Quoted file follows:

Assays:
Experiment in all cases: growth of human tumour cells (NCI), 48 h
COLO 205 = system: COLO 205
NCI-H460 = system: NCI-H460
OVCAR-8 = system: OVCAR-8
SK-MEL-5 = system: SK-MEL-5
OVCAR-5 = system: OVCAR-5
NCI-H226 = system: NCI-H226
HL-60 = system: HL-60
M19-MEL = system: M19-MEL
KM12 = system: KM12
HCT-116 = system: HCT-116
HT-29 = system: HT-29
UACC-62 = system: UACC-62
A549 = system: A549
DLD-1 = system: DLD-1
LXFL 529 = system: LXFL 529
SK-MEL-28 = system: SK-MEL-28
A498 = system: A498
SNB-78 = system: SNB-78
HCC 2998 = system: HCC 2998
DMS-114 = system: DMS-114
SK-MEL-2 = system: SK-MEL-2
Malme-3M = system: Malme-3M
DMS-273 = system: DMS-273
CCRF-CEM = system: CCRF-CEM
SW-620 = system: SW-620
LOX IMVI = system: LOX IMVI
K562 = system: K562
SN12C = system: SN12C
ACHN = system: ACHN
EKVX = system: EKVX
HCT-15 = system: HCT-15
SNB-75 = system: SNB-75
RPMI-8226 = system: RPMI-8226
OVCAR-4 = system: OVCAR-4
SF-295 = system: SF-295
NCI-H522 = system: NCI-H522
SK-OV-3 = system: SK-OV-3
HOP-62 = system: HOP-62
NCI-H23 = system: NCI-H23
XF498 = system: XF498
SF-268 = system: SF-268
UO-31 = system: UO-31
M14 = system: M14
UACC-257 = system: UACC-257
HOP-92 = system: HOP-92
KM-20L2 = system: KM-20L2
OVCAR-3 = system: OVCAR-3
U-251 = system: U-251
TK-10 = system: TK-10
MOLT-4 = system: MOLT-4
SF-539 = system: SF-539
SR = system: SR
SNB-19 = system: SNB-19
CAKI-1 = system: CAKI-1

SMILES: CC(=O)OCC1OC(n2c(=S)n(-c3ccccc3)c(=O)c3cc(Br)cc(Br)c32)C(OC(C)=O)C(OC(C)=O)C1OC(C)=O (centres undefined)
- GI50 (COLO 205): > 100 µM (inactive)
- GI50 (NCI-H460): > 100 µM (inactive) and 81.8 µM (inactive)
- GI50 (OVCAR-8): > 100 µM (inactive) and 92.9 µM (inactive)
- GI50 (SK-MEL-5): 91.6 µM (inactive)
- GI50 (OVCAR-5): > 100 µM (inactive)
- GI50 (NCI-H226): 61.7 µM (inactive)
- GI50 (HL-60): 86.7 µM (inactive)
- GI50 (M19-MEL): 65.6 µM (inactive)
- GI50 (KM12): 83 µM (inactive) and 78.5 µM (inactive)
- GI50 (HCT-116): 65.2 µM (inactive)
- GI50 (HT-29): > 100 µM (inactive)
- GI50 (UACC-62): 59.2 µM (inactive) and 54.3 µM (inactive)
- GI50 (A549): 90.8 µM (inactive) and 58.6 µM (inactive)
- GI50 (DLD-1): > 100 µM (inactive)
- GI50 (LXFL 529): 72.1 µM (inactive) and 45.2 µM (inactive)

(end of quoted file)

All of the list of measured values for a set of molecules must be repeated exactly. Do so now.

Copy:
Assays:
Experiment in all cases: growth of human tumour cells (NCI), 48 h
COLO 205 = system: COLO 205
NCI-H460 = system: NCI-H460
OVCAR-8 = system: OVCAR-8
SK-MEL-5 = system: SK-MEL-5
OVCAR-5 = system: OVCAR-5
NCI-H226 = system: NCI-H226
HL-60 = system: HL-60
M19-MEL = system: M19-MEL
KM12 = system: KM12
HCT-116 = system: HCT-116
HT-29 = system: HT-29
UACC-62 = system: UACC-62
A549 = system: A549
DLD-1 = system: DLD-1
LXFL 529 = system: LXFL 529
SK-MEL-28 = system: SK-MEL-28
A498 = system: A498
SNB-78 = system: SNB-78
HCC 2998 = system: HCC 2998
DMS-114 = system: DMS-114
SK-MEL-2 = system: SK-MEL-2
Malme-3M = system: Malme-3M
DMS-273 = system: DMS-273
CCRF-CEM = system: CCRF-CEM
SW-620 = system: SW-620
LOX IMVI = system: LOX IMVI
K562 = system: K562
SN12C = system: SN12C
ACHN = system: ACHN
EKVX = system: EKVX
HCT-15 = system: HCT-15
SNB-75 = system: SNB-75
RPMI-8226 = system: RPMI-8226
OVCAR-4 = system: OVCAR-4
SF-295 = system: SF-295
NCI-H522 = system: NCI-H522
SK-OV-3 = system: SK-OV-3
HOP-62 = system: HOP-62
NCI-H23 = system: NCI-H23
XF498 = system: XF498
SF-268 = system: SF-268
UO-31 = system: UO-31
M14 = system: M14
UACC-257 = system: UACC-257
HOP-92 = system: HOP-92
KM-20L2 = system: KM-20L2
OVCAR-3 = system: OVCAR-3
U-251 = system: U-251
TK-10 = system: TK-10
MOLT-4 = system: MOLT-4
SF-539 = system: SF-539
SR = system: SR
SNB-19 = system: SNB-19
CAKI-1 = system: CAKI-1

SMILES: CC(=O)OCC1OC(n2c(=S)n(-c3ccccc3)c(=O)c3cc(Br)cc(Br)c32)C(OC(C)=O)C(OC(C)=O)C1OC(C)=O (centres undefined)
- GI50 (COLO 205): > 100 µM (inactive)
- GI50 (NCI-H460): > 100 µM (inactive) and 81.8 µM (inactive)
- GI50 (OVCAR-8): > 100 µM (inactive) and 92.9 µM (inactive)
- GI50 (SK-MEL-5): 91.6 µM (inactive)
- GI50 (OVCAR-5): > 100 µM (inactive)
- GI50 (NCI-H226): 61.7 µM (inactive)
- GI50 (HL-60): 86.7 µM (inactive)
- GI50 (M19-MEL): 65.6 µM (inactive)
- GI50 (KM12): 83 µM (inactive) and 78.5 µM (inactive)
- GI50 (HCT-116): 65.2 µM (inactive)
- GI50 (HT-29): > 100 µM (inactive)
- GI50 (UACC-62): 59.2 µM (inactive) and 54.3 µM (inactive)
- GI50 (A549): 90.8 µM (inactive) and 58.6 µM (inactive)
- GI50 (DLD-1): > 100 µM (inactive)
- GI50 (LXFL 529): 72.1 µM (inactive) and 45.2 µM (inactive)